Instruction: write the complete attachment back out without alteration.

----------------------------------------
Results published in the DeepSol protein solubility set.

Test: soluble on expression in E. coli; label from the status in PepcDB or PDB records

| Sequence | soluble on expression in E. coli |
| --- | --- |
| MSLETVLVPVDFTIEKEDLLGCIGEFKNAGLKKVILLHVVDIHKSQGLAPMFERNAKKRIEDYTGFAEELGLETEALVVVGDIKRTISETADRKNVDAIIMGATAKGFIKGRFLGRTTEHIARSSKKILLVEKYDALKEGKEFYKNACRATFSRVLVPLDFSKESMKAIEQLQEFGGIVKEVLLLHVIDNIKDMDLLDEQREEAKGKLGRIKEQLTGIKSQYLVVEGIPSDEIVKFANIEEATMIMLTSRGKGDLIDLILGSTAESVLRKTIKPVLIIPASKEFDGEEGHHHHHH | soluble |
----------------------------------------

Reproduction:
Results published in the DeepSol protein solubility set.

Test: soluble on expression in E. coli; label from the status in PepcDB or PDB records

| Sequence | soluble on expression in E. coli |
| --- | --- |
| MSLETVLVPVDFTIEKEDLLGCIGEFKNAGLKKVILLHVVDIHKSQGLAPMFERNAKKRIEDYTGFAEELGLETEALVVVGDIKRTISETADRKNVDAIIMGATAKGFIKGRFLGRTTEHIARSSKKILLVEKYDALKEGKEFYKNACRATFSRVLVPLDFSKESMKAIEQLQEFGGIVKEVLLLHVIDNIKDMDLLDEQREEAKGKLGRIKEQLTGIKSQYLVVEGIPSDEIVKFANIEEATMIMLTSRGKGDLIDLILGSTAESVLRKTIKPVLIIPASKEFDGEEGHHHHHH | soluble |